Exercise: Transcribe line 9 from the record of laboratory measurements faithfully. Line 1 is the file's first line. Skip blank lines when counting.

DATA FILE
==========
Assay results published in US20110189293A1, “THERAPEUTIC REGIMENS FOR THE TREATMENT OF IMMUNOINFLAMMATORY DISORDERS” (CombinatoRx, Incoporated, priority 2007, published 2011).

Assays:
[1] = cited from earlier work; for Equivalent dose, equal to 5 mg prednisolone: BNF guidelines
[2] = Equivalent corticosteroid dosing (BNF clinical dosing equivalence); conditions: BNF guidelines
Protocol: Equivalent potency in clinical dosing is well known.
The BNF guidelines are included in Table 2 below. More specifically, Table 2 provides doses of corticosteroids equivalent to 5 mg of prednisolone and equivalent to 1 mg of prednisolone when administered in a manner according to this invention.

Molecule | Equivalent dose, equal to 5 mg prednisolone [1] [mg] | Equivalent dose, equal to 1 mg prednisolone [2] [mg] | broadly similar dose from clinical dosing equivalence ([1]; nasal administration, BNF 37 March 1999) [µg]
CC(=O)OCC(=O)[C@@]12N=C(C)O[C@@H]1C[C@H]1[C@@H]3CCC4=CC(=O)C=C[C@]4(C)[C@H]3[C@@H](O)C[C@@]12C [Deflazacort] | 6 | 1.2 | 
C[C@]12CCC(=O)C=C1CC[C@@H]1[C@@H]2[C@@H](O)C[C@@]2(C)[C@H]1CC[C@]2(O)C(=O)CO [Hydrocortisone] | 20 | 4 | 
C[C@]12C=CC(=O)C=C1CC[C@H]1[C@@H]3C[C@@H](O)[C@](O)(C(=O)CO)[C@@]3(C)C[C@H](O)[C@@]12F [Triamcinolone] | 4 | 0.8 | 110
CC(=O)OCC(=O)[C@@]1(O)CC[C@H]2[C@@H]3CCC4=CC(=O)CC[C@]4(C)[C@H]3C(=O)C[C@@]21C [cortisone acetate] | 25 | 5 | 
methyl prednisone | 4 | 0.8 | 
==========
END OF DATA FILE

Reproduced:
C[C@]12CCC(=O)C=C1CC[C@@H]1[C@@H]2[C@@H](O)C[C@@]2(C)[C@H]1CC[C@]2(O)C(=O)CO [Hydrocortisone] | 20 | 4 | 